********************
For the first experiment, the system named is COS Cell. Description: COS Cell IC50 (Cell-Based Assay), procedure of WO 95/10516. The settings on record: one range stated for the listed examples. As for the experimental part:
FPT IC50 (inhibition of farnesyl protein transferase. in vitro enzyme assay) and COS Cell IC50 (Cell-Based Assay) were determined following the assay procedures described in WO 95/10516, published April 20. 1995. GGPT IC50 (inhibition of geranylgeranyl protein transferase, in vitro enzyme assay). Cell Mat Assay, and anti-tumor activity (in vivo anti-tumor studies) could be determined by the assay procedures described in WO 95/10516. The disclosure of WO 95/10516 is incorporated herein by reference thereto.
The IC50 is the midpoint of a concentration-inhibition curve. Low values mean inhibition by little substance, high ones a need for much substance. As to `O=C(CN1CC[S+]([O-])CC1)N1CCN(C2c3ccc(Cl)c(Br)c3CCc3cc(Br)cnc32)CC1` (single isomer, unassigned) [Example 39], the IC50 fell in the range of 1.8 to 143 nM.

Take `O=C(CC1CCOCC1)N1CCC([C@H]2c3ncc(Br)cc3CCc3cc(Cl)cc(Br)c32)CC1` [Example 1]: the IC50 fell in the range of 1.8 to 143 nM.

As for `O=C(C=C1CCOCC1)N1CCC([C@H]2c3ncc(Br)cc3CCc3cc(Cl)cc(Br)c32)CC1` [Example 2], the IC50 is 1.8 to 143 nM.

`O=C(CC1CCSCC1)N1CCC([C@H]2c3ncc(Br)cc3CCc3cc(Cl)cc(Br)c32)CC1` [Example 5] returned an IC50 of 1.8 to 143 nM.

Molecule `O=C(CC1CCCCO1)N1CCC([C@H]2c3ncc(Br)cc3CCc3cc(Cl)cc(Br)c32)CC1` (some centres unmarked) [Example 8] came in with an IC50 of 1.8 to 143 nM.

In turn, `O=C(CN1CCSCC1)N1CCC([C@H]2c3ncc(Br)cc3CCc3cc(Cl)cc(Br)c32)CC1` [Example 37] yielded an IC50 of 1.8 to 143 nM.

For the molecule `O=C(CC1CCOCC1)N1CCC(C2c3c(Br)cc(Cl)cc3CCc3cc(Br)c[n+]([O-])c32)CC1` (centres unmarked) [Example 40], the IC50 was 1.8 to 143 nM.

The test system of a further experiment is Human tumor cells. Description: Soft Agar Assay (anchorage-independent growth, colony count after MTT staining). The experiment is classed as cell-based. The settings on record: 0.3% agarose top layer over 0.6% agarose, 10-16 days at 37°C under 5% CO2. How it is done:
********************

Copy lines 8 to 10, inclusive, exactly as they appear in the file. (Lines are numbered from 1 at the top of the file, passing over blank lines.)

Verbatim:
In turn, `O=C(CN1CCSCC1)N1CCC([C@H]2c3ncc(Br)cc3CCc3cc(Cl)cc(Br)c32)CC1` [Example 37] yielded an IC50 of 1.8 to 143 nM.

For the molecule `O=C(CC1CCOCC1)N1CCC(C2c3c(Br)cc(Cl)cc3CCc3cc(Br)c[n+]([O-])c32)CC1` (centres unmarked) [Example 40], the IC50 was 1.8 to 143 nM.

The test system of a further experiment is Human tumor cells. Description: Soft Agar Assay (anchorage-independent growth, colony count after MTT staining). The experiment is classed as cell-based. The settings on record: 0.3% agarose top layer over 0.6% agarose, 10-16 days at 37°C under 5% CO2. How it is done: